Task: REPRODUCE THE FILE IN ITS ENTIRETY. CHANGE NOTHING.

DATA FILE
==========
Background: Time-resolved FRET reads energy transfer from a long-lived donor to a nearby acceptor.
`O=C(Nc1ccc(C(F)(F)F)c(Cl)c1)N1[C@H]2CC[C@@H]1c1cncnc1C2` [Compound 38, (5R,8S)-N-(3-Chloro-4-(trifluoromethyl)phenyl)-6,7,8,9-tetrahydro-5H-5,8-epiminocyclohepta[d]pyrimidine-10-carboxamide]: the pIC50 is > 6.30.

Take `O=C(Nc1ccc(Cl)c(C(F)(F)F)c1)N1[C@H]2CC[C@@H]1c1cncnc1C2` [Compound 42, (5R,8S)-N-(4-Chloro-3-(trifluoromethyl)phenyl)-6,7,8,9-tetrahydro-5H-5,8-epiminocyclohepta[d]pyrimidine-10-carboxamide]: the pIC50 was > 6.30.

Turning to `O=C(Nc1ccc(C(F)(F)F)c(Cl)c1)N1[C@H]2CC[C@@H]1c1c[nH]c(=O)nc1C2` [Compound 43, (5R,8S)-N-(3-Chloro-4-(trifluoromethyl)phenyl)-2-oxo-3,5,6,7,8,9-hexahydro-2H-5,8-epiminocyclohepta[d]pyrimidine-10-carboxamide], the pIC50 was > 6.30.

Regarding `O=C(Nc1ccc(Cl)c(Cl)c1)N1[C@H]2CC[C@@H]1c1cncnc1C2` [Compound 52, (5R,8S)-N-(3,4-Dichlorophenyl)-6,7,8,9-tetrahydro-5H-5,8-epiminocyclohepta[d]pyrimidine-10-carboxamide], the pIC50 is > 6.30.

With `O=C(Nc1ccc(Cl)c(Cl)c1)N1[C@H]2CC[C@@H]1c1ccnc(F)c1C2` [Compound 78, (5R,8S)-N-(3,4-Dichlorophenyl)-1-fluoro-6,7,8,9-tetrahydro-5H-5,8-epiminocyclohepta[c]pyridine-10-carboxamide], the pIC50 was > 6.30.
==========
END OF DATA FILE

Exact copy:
Background: Time-resolved FRET reads energy transfer from a long-lived donor to a nearby acceptor.
`O=C(Nc1ccc(C(F)(F)F)c(Cl)c1)N1[C@H]2CC[C@@H]1c1cncnc1C2` [Compound 38, (5R,8S)-N-(3-Chloro-4-(trifluoromethyl)phenyl)-6,7,8,9-tetrahydro-5H-5,8-epiminocyclohepta[d]pyrimidine-10-carboxamide]: the pIC50 is > 6.30.

Take `O=C(Nc1ccc(Cl)c(C(F)(F)F)c1)N1[C@H]2CC[C@@H]1c1cncnc1C2` [Compound 42, (5R,8S)-N-(4-Chloro-3-(trifluoromethyl)phenyl)-6,7,8,9-tetrahydro-5H-5,8-epiminocyclohepta[d]pyrimidine-10-carboxamide]: the pIC50 was > 6.30.

Turning to `O=C(Nc1ccc(C(F)(F)F)c(Cl)c1)N1[C@H]2CC[C@@H]1c1c[nH]c(=O)nc1C2` [Compound 43, (5R,8S)-N-(3-Chloro-4-(trifluoromethyl)phenyl)-2-oxo-3,5,6,7,8,9-hexahydro-2H-5,8-epiminocyclohepta[d]pyrimidine-10-carboxamide], the pIC50 was > 6.30.

Regarding `O=C(Nc1ccc(Cl)c(Cl)c1)N1[C@H]2CC[C@@H]1c1cncnc1C2` [Compound 52, (5R,8S)-N-(3,4-Dichlorophenyl)-6,7,8,9-tetrahydro-5H-5,8-epiminocyclohepta[d]pyrimidine-10-carboxamide], the pIC50 is > 6.30.

With `O=C(Nc1ccc(Cl)c(Cl)c1)N1[C@H]2CC[C@@H]1c1ccnc(F)c1C2` [Compound 78, (5R,8S)-N-(3,4-Dichlorophenyl)-1-fluoro-6,7,8,9-tetrahydro-5H-5,8-epiminocyclohepta[c]pyridine-10-carboxamide], the pIC50 was > 6.30.